How to Build Credit at 18

Written by Banks Editorial Team
5 min. read
Written by Banks Editorial Team
5 min. read

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You’ve been anxiously awaiting your 18th birthday. Now that it’s here or has recently passed, it’s time to start thinking about credit and how you’ll build it up. But why is it important, especially considering that you’re likely still in high school and have other priorities to focus on? That’s a valid question that you’ll discover the answer to in this guide. 

Get a Digital Credit Card
Access a revolving line of credit based on your cash flow, not your credit score, with the Grain digital credit card.

Why Should You Build Your Credit Early?

In short, credit impacts almost every area of your life. And that three-digit number, which is referred to as your credit score, tells lenders and creditors how you behave as a borrower. It can also be the difference between getting approved for a credit card, loan or even housing, and it plays a role in how much you’ll pay for credit (or the total borrowing costs). 

To illustrate, when you buy your first car, the lender checks your credit score and uses it to determine if you qualify for a loan and what terms you’re eligible for. The same applies when you apply for a personal loan, private student loan or credit card. 

Some landlords also check credit and will deny you housing or request a higher security deposit if you have little to no credit history or a poor credit score. So, the apartment you dreamed of occupying when getting your first place could be out of reach. 

Furthermore, some states allow auto insurance providers to use insurance-based credit scores when setting premiums. This means getting coverage on your own can be costly if you haven’t yet established a solid credit score. 

These are just some of the reasons why you should start building credit early. But as you can see, getting started as soon as possible, instead of waiting around, can be very beneficial as you’ll give yourself ample time to establish a healthy credit score.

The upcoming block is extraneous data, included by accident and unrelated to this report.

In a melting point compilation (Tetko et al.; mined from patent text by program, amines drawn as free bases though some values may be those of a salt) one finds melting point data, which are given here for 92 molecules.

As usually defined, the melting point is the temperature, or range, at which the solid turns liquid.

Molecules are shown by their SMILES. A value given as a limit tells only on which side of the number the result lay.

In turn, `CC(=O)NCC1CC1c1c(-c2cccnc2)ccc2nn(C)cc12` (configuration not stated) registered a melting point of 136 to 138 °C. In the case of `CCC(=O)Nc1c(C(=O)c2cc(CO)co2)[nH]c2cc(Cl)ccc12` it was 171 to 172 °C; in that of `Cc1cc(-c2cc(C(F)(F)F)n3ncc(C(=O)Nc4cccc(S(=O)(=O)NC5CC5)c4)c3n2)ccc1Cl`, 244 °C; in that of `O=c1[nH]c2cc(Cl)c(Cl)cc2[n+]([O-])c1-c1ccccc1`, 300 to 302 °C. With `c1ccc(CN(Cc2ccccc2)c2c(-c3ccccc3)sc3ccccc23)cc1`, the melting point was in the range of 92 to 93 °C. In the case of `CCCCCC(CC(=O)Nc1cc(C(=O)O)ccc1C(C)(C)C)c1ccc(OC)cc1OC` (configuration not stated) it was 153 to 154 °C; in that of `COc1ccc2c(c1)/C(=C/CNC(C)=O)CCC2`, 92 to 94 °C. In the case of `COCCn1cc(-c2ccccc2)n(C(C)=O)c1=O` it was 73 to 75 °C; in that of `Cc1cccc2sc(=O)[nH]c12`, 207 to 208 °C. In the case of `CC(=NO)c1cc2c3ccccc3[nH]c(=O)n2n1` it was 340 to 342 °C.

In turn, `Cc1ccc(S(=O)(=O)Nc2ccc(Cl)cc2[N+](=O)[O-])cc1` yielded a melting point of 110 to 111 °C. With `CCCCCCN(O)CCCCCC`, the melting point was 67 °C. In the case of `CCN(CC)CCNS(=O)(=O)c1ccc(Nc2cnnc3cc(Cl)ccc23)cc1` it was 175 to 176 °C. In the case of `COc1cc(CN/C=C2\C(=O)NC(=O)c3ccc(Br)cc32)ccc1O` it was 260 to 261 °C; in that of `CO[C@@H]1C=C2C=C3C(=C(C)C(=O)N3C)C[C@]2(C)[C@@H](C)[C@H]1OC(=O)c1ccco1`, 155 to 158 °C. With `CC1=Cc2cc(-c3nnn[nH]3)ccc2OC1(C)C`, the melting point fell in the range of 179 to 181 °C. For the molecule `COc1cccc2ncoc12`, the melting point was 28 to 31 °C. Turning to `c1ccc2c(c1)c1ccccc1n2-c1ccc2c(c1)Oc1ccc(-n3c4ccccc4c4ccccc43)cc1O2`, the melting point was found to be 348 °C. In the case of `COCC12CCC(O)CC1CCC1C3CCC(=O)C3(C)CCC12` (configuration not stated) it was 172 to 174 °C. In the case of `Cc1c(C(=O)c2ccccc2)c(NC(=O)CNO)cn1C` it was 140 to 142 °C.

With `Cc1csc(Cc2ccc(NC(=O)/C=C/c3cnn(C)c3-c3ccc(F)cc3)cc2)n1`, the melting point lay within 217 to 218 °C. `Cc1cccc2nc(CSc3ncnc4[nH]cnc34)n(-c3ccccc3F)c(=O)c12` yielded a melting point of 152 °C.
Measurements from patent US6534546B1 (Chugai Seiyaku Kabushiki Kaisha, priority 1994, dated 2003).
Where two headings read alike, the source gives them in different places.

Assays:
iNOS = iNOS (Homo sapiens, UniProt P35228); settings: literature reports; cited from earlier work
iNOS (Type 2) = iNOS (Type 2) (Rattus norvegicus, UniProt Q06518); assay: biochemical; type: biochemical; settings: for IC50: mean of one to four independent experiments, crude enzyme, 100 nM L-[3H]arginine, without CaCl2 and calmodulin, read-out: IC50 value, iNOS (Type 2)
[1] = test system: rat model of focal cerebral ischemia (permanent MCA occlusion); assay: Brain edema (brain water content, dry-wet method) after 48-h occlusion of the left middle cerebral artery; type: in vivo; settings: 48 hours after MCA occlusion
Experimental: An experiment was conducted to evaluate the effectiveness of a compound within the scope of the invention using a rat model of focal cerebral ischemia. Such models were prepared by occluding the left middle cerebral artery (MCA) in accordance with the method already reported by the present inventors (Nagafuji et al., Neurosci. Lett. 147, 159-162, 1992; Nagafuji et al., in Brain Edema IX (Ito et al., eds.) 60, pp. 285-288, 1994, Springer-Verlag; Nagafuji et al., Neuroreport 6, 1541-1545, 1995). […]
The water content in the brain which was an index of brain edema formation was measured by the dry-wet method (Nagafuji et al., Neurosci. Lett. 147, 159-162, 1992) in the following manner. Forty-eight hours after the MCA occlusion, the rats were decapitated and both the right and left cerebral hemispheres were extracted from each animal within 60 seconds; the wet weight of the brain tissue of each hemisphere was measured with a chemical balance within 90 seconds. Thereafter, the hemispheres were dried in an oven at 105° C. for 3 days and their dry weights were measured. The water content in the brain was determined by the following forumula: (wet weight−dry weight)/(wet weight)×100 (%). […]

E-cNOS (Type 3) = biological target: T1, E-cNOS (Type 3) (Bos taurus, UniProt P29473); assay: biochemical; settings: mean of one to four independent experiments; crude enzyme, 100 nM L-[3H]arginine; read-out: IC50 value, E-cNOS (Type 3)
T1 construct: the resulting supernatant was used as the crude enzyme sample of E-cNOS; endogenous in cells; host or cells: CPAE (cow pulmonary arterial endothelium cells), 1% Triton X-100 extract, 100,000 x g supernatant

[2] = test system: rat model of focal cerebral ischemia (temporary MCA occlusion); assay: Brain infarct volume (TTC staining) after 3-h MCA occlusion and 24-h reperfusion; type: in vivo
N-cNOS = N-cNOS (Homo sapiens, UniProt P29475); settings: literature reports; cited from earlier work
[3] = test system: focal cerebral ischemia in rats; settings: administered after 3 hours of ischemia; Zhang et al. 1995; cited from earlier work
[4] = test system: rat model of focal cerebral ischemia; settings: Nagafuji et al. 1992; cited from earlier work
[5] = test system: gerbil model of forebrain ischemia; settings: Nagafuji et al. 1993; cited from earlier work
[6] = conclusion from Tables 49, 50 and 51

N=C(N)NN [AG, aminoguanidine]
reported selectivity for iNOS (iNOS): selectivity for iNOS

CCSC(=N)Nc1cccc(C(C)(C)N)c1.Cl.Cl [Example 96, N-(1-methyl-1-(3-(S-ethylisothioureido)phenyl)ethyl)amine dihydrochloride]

When Is The Earliest You Can Start Building Credit? 

It’s possible to start building credit before you turn 18 by becoming an authorized user on your parent’s or legal guardian’s credit card. However, keep in mind that some credit card issuers have a minimum age requirement, so it’s best to inquire before moving forward. 

When you become an authorized user, the account history will be added to your credit profile. However, you won’t be responsible for the outstanding balance and can request to be removed from the card at any time. 

Still, you want to ensure the account you’re being added to has perfect payment history. It’s equally important that the utilization rate, or the amount of the credit limit in use, does not exceed 30 percent since both factors heavily influence FICO score ratings. 

How to Build Your Credit at 18

If you’re wondering how to build credit at 18, these tips will help you get started. 

Become an Authorized User

As mentioned above, becoming an authorized user is a simple way to build a credit history from scratch. You don’t have to have a physical card in your possession for your credit score to improve. But the account holder has the option to request a card with your name on it, even though you won’t be held liable for the purchases you make using the card.

Once you’re added, review your credit report often to confirm the account is in good standing. You also want to make sure that the credit utilization rate is low, or your credit score could take a hit. 

Get a Secured/Starter Credit Card

Traditional credit cards are always an option when starting your credit-building journey. But you may have more luck with a secured credit card. They require a security deposit that’s usually equivalent to the credit limit and can be used like a typical credit card. Ideally, you want to pay on time each month and keep the balance low to build your credit score fast. Then, after an extended period, the credit card issuer may upgrade you to an unsecured credit card and refund your security deposit.

If you don’t have the funds to make a security deposit, try a starter credit card. Some credit card issuers offer these cards with very low limits. Be sure to read the fee disclosures, though, to determine if the borrowing costs are reasonable or excessive. 

Take Out a Student Loan

Federal and private student loans help offset higher education costs. Both are reported to the three major credit bureaus – Experian, TransUnion and Equifax. And if managed responsibly, a positive payment history can give your credit score a boost.